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Postby ITALIANO » Mon Mar 01, 2010 9:34 am

Ok, I am very ignorant - too many Americans to know them all. I checked and he actually looks a bit like Carlo Buccirosso, and like the character he plays, Italian former politician Paolo Cirino Pomicino.

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Postby Big Magilla » Mon Mar 01, 2010 9:21 am

Larry David is a TV writer (Seinfeld) turned actor who has had a successful show on cable TV for the last ten years called Curb Your Enthusiasm. He also starred in Woody Allen's 2009 flop, Whatever Works.
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Postby ITALIANO » Mon Mar 01, 2010 8:02 am

I don't want to defend this movie because it'd seem I do it only because it comes from my country - and my culture (it's a very Italian movie). I honestly think it's one of the most "fast", exciting examples of moviemaking in recent memory - so fast, in fact, that it gives the viewer almost too many informations in such a short time. But at least it DOES give informations, it's a roller coaster ride with a content, and a profound content; it's about very important issues, yet it's never preachy or heavy-handed.

"Slow", "fast", are very subjective terms. One may find The Blind Side or District 9 (which I finally saw yesterday) less boring, and I respect that. But arent such movies (maybe - it's a question, not a statement) less boring at least partly because they are more superficial, less daring, more confortable to watch - in one word, less challenging? It's a possibility.

And now, most importantly - one of those names Oscar Guy always comes up with and I spend sleepless nights wondering who on earh they are and feeling ashamed for wondering - WHO IS LARRY DAVID???




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Postby OscarGuy » Mon Mar 01, 2010 7:36 am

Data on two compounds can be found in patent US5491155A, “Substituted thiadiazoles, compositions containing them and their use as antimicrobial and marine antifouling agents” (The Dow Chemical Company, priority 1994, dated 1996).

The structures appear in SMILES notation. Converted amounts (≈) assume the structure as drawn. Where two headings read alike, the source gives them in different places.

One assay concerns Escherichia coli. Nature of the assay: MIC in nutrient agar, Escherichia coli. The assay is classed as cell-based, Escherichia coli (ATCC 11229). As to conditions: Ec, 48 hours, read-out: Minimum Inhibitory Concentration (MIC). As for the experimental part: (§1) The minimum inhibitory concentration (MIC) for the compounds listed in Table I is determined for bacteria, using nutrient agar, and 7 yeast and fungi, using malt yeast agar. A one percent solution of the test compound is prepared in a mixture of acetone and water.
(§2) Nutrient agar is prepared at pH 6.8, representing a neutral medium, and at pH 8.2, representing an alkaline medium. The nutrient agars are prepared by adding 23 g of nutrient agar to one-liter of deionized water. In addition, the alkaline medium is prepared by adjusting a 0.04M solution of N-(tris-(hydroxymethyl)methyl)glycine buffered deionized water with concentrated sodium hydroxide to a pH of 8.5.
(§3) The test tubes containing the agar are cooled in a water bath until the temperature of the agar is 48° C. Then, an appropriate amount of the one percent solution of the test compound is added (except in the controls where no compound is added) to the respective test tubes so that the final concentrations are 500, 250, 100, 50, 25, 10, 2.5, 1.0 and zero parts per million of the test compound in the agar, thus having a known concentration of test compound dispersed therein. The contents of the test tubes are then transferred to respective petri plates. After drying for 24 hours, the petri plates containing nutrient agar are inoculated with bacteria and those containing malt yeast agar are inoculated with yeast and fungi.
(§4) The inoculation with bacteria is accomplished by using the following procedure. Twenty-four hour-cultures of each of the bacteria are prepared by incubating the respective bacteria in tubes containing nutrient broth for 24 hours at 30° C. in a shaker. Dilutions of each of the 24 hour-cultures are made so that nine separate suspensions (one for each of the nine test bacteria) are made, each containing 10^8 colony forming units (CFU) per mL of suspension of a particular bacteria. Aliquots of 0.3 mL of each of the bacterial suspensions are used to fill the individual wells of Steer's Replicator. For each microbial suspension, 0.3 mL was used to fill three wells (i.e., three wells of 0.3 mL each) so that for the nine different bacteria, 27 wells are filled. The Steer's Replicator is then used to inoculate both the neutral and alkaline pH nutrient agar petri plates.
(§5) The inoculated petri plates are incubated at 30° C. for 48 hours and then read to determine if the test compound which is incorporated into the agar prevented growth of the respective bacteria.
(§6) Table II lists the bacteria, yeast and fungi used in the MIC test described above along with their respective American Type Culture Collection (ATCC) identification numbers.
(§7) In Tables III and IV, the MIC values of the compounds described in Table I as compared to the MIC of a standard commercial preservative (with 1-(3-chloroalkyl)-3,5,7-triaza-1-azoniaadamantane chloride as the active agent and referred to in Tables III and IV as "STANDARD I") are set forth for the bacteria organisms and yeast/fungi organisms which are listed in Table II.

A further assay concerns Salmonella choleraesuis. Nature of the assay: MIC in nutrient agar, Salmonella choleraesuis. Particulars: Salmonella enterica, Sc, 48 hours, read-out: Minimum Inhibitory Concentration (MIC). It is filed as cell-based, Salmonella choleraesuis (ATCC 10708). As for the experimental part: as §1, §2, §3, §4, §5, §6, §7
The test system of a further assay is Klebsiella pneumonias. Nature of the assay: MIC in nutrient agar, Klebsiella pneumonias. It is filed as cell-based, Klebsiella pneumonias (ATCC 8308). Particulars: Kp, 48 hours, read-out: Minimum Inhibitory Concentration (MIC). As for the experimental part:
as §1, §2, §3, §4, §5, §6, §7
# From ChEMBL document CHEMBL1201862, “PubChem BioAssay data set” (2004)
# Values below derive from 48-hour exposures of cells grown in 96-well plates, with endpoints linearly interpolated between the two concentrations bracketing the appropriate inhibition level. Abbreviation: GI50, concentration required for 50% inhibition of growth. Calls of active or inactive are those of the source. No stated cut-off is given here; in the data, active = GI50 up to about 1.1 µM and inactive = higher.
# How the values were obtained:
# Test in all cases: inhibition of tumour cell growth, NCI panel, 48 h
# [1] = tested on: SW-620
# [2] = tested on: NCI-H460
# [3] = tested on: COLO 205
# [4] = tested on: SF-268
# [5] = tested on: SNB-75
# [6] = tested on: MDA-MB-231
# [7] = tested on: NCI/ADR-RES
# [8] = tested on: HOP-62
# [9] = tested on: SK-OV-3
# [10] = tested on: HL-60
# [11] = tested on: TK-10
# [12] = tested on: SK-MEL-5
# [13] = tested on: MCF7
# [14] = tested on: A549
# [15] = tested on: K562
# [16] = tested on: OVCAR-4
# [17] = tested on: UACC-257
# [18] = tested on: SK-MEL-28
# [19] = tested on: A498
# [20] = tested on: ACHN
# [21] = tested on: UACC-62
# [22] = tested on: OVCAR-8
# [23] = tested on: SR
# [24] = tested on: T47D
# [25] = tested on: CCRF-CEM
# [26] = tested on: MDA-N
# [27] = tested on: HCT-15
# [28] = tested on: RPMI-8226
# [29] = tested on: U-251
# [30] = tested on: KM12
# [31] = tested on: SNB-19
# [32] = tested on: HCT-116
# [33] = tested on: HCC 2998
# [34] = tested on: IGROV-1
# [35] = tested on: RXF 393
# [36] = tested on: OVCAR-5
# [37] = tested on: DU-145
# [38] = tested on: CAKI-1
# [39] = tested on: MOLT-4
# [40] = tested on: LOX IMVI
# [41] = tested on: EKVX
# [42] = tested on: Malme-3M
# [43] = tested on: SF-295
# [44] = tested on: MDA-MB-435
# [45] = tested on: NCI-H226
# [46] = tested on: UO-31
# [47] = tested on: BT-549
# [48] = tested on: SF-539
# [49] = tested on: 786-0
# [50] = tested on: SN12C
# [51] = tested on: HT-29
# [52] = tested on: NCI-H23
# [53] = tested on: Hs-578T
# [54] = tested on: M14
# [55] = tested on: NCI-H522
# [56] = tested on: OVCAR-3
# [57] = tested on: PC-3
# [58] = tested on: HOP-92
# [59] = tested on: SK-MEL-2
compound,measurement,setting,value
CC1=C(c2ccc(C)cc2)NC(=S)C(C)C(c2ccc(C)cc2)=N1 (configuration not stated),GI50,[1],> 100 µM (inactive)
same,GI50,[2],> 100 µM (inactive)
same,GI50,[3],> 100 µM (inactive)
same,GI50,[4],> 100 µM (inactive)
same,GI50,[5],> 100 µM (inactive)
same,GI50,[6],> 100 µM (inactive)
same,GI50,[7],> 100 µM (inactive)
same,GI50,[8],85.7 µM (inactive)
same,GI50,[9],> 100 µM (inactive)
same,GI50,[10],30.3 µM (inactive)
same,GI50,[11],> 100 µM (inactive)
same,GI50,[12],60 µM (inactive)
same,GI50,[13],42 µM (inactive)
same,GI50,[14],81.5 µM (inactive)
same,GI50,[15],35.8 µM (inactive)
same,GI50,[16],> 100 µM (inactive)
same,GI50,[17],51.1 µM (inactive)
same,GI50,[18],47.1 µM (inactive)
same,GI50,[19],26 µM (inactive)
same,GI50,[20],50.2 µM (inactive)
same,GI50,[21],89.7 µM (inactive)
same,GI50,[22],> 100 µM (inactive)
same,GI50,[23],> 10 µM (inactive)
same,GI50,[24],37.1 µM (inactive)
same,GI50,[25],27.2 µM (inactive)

I think the makeup job is quite good, as I said. I like aspects of the film, but it felt like it dragged on forever, but that may be because it was overly verbose. I almost felt like I was attending a dry professorial lecture on late 20th Century Italian politics. There are a couple of bright spots SPOILER ALERT (notably Andreotti's confession soliloquy), but the rest just laboriously listed off details.

I don't mind historical documents, but it just seemed like director Paolo Sorrentino went out of his way to be stylish, yet old fashioned. The red lettering, occasionally appearing and disappearing behind objects, swirling around in relation to the subjects on the screen was interesting, but got redundant after awhile. I can't read Italian as easily as I can French or Spanish, so when there was a superfluous amount of text flying by later in the film, I couldn't keep up with the red lettered descriptions.

The reason I say it was slow was that it felt longer than the two hours it was. Coco Before Chanel was almost the same length and at times felt as lengthy, but it felt shorter than Il Divo. And, expanding on that, without having much interest in the outcome of the film (we were told the historical elements right up front, removing any measure of suspense for those unfamiliar with the subject) made it feel even longer. Not to say that it wasn't a sometimes interesting document, it was.